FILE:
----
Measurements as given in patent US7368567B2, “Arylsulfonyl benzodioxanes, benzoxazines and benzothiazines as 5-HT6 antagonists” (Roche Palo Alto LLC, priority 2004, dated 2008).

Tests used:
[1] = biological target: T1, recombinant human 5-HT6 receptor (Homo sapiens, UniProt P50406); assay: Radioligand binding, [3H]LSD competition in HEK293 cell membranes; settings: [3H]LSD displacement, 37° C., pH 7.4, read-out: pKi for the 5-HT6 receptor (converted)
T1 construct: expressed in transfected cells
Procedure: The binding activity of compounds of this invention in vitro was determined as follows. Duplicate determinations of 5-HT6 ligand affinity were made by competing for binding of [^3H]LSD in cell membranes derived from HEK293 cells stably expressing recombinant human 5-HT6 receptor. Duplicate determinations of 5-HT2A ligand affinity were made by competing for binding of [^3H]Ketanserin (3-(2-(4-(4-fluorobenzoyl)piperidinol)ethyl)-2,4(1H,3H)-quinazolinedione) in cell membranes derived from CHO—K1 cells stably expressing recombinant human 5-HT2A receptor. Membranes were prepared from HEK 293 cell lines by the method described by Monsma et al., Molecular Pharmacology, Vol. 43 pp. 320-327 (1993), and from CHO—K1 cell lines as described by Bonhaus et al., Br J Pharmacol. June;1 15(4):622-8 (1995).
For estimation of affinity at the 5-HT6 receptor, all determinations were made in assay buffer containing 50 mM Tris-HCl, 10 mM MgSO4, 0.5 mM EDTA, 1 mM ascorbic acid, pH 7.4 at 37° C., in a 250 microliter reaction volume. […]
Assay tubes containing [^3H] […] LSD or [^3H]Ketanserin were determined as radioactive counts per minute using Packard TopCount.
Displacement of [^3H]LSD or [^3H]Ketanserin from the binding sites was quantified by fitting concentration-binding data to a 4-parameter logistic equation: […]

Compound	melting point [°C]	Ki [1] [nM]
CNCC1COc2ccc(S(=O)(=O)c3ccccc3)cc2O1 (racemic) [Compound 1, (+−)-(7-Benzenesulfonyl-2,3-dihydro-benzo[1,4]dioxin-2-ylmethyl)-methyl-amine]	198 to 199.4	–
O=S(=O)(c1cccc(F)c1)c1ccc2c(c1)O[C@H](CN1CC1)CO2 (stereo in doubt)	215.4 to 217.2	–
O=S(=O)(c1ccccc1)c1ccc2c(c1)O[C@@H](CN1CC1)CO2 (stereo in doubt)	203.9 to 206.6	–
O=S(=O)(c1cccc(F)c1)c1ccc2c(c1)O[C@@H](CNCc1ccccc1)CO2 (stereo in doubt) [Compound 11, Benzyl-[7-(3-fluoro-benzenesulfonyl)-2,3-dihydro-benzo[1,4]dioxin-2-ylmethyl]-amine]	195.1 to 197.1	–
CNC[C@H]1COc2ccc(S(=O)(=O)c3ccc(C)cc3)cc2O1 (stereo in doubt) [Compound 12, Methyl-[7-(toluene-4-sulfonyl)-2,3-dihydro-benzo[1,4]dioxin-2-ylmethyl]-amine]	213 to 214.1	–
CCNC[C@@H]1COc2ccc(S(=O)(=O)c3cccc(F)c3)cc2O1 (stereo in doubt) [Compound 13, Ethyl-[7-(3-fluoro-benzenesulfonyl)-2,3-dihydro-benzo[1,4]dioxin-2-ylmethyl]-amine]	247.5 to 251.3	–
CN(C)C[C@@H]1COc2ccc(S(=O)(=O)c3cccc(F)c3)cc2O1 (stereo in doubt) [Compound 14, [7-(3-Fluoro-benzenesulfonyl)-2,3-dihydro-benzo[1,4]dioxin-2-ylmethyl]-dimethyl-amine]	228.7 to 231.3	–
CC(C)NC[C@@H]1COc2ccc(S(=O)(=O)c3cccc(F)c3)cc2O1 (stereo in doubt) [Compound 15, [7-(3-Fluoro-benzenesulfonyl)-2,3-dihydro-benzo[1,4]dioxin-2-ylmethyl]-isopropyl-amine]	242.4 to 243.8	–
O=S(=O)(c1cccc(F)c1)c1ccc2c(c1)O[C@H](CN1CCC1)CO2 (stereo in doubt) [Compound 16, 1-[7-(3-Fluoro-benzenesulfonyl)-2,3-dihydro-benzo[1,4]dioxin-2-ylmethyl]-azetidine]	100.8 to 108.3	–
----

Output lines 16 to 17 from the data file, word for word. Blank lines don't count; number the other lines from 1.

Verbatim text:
CN(C)C[C@@H]1COc2ccc(S(=O)(=O)c3cccc(F)c3)cc2O1 (stereo in doubt) [Compound 14, [7-(3-Fluoro-benzenesulfonyl)-2,3-dihydro-benzo[1,4]dioxin-2-ylmethyl]-dimethyl-amine]	228.7 to 231.3	–
CC(C)NC[C@@H]1COc2ccc(S(=O)(=O)c3cccc(F)c3)cc2O1 (stereo in doubt) [Compound 15, [7-(3-Fluoro-benzenesulfonyl)-2,3-dihydro-benzo[1,4]dioxin-2-ylmethyl]-isopropyl-amine]	242.4 to 243.8	–